Small businesses are keen to embrace a more environmental approach, but the resources necessary to make that change are so diffuse it can be a challenge to even get started.
The Canadian Federation of Independent Business is doing its best to make a difference for its members, but it’s an uphill battle, said Corinne Pohlmann, the organization’s vice-president of national affairs, based in Ottawa.
“What we’ve found overall is that there’s a real interest in doing something to help the environment, but it’s difficult to get through the noise,” said Pohlmann.
The CFIB recently published a paper on the topic (which can be found here) and conducted research by talking to 11,000 Canadian businesses. The organization discovered that businesses are very interested in embracing a green philosophy. About 70 per cent had already taken some steps, but they tended to be minor improvements, like using low-energy light bulbs.
One of the main issues is that small business owners tend to work long hours with very little time to spend on initiatives that don’t directly affect the bottom line, said Pohlmann. Researching green technology can be a labour-intensive endeavour.
“It’s one of those things that everyone wants to do . . . but to try to figure out where you go as an individual can be difficult,” she said.
One of the biggest hurdles facing small businesses is that government hasn’t really got its act together in terms of providing a solid set of information. Industry Canada seems to be the leader, so far, said Pohlman (see the CFIB report page 19 for more information.)
Aaron Hay, an analyst at Waterloo, Ont.-based Info-Tech Research agreed that it can be difficult for a small business embark on a green strategy. The information is there, but “there are no best practices from the government,” he said.
There’s a disconnect between environmental regulations set forth by provincial and federal government, he said. The situation is much the same between state and federal government in the United States. “It’s hard to say what’s happening at the government level. It’s widely varying at this point.”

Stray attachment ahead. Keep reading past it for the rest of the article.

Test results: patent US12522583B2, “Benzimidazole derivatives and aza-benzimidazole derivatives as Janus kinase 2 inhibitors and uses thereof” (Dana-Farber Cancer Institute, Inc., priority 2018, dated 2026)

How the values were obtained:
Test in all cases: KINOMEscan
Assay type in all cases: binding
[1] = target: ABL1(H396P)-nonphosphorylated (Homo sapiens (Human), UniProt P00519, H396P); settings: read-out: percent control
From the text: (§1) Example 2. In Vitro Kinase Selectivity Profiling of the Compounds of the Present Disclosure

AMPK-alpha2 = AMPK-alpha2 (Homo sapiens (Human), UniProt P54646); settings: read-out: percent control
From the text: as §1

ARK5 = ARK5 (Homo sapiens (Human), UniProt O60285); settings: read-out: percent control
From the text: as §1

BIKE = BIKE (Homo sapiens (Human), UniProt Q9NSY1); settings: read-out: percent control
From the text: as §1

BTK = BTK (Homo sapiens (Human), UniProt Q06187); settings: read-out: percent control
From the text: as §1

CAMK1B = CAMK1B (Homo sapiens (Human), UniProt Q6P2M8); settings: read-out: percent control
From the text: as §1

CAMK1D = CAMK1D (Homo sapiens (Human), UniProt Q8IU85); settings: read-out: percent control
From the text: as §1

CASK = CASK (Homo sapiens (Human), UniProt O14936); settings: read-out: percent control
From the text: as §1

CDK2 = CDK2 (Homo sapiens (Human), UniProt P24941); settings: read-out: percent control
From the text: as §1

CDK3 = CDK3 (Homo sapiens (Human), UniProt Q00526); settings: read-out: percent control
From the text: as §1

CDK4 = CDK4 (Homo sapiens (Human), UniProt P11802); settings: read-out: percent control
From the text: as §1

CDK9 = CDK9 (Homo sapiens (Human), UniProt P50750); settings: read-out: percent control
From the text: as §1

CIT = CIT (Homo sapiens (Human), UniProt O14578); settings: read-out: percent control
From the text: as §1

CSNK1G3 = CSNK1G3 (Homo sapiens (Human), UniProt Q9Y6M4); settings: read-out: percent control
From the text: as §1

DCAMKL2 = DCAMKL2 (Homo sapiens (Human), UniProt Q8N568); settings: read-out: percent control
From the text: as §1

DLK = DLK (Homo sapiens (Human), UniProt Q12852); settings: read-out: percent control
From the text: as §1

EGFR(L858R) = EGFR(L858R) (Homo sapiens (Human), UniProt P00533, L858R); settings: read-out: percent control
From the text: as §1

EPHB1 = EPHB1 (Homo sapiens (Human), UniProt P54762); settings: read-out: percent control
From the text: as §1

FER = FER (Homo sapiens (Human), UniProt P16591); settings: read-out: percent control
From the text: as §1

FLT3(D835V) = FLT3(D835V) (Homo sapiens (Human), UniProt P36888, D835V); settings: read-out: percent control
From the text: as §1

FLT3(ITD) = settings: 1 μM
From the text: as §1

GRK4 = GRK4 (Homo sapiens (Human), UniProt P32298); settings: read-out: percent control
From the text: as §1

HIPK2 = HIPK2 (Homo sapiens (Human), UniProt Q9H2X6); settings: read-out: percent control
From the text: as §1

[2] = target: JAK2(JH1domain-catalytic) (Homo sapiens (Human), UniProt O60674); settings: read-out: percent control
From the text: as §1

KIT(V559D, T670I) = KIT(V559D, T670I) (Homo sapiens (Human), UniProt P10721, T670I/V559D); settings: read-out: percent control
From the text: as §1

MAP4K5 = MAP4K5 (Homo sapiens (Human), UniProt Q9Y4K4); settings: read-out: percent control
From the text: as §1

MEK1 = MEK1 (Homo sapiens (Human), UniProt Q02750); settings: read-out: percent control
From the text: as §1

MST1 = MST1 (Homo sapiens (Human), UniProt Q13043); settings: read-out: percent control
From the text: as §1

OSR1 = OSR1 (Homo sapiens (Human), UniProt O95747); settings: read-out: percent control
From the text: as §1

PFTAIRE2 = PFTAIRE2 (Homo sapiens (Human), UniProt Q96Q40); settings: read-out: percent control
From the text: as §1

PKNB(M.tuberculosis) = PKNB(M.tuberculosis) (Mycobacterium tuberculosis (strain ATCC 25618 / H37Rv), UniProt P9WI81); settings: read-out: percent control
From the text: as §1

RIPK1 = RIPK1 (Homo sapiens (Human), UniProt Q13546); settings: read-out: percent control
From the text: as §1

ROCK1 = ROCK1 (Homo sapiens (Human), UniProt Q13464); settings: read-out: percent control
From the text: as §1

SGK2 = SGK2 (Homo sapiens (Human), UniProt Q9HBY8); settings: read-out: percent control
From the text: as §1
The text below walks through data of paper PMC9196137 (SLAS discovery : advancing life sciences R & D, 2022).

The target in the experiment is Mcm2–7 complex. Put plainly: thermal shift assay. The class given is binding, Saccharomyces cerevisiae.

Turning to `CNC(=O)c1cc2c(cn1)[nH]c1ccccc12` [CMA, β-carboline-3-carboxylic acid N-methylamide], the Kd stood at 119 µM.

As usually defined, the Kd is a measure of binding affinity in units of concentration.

Info-Tech will devote more of its attention to green IT research in future, said Hay, and attempt to steer its business clients towards more cohesive government resources. Hay has also posted a green podcast here to help companies get started.
Another major impediment to getting on the green bandwagon is the cost associated with buying and installing environmentally-friendly technology, said Pohlman. Small businesses simply can’t afford the initial costs associated with replacing or upgrading IT.
But small businesses may have an advantage that larger enterprises lack: thanks to their size they can react more quickly to change. In less than a year, Roberta Fox, principal of small technology consulting firm The Fox Group, has seen a massive difference in her own office.
“This whole trend is very fast. Although we may be cutting edge, but as an SMB we have a chance of getting there faster,” she said.
Fox is perhaps more ahead of the game than other small businesses because she works in the technology industry and has been more proactive than most. She says she took steps to reduce her company’s environmental footprint by making small but effective changes like cutting back on physical storage space. The logic being, if you give a person room to store paper, they’ll oblige you by filling it. By cutting down on the amount of space allotted per person, the company has seen a reduction in paper usage.
“I consciously do most of our work with our team digitally,” she said. Her firm has since taken a large HP printer out of the office since it’s no longer required for day to day business.
Paper reduction is an easy but effective first step but Fox has been more ambitious than most. She’s in the process of installing a composting toilet in the office, and is also considering replacing her back-up generator with one hooked up to a turbine powered by a waterfall.
Not everyone will have such resources at their disposal, said Fox. Her office is located in East Gwillimbury, a bucolic spot north of Toronto. The town as a whole is making an effort to be environmentally conscious in order to preserve its natural beauty. It’s an ideal place to be pro-green, said Fox, and the town is supportive of her efforts.
Finding the right help from provincial and national resources is more of a challenge, said Fox, but SMBs may have to find their own motivation. But being green can reap rewards. Fox said that many of her clients specifically ask for the company’s environmental policy before signing a contract. What’s good for the environment is also good for business.